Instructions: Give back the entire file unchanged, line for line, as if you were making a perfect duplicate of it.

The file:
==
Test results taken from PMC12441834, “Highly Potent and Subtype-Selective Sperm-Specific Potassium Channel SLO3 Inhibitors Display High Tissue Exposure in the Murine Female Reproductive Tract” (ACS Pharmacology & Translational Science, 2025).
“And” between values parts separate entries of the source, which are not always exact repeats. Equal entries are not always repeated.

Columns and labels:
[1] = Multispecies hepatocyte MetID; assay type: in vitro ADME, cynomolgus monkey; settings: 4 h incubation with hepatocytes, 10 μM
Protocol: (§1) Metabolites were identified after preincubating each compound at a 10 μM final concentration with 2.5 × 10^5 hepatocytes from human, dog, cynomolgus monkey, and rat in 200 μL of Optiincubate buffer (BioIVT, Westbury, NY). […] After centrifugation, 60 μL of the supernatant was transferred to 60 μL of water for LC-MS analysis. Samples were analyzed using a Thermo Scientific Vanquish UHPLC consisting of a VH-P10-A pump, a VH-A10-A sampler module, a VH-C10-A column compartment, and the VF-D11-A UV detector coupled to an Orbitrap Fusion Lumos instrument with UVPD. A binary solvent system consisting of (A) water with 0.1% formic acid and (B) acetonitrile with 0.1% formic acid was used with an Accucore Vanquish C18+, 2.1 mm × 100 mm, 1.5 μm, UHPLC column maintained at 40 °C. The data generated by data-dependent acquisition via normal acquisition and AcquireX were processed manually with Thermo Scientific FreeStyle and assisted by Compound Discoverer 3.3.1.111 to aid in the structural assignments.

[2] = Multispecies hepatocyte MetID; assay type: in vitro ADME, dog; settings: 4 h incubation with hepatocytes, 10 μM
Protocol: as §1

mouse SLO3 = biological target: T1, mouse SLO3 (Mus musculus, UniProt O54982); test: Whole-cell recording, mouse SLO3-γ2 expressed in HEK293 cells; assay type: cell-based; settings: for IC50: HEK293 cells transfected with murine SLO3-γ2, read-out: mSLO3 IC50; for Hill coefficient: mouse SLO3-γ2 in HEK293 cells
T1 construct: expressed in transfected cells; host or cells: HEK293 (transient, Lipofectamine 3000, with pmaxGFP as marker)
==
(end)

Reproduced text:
Test results taken from PMC12441834, “Highly Potent and Subtype-Selective Sperm-Specific Potassium Channel SLO3 Inhibitors Display High Tissue Exposure in the Murine Female Reproductive Tract” (ACS Pharmacology & Translational Science, 2025).
“And” between values parts separate entries of the source, which are not always exact repeats. Equal entries are not always repeated.

Columns and labels:
[1] = Multispecies hepatocyte MetID; assay type: in vitro ADME, cynomolgus monkey; settings: 4 h incubation with hepatocytes, 10 μM
Protocol: (§1) Metabolites were identified after preincubating each compound at a 10 μM final concentration with 2.5 × 10^5 hepatocytes from human, dog, cynomolgus monkey, and rat in 200 μL of Optiincubate buffer (BioIVT, Westbury, NY). […] After centrifugation, 60 μL of the supernatant was transferred to 60 μL of water for LC-MS analysis. Samples were analyzed using a Thermo Scientific Vanquish UHPLC consisting of a VH-P10-A pump, a VH-A10-A sampler module, a VH-C10-A column compartment, and the VF-D11-A UV detector coupled to an Orbitrap Fusion Lumos instrument with UVPD. A binary solvent system consisting of (A) water with 0.1% formic acid and (B) acetonitrile with 0.1% formic acid was used with an Accucore Vanquish C18+, 2.1 mm × 100 mm, 1.5 μm, UHPLC column maintained at 40 °C. The data generated by data-dependent acquisition via normal acquisition and AcquireX were processed manually with Thermo Scientific FreeStyle and assisted by Compound Discoverer 3.3.1.111 to aid in the structural assignments.

[2] = Multispecies hepatocyte MetID; assay type: in vitro ADME, dog; settings: 4 h incubation with hepatocytes, 10 μM
Protocol: as §1

mouse SLO3 = biological target: T1, mouse SLO3 (Mus musculus, UniProt O54982); test: Whole-cell recording, mouse SLO3-γ2 expressed in HEK293 cells; assay type: cell-based; settings: for IC50: HEK293 cells transfected with murine SLO3-γ2, read-out: mSLO3 IC50; for Hill coefficient: mouse SLO3-γ2 in HEK293 cells
T1 construct: expressed in transfected cells; host or cells: HEK293 (transient, Lipofectamine 3000, with pmaxGFP as marker)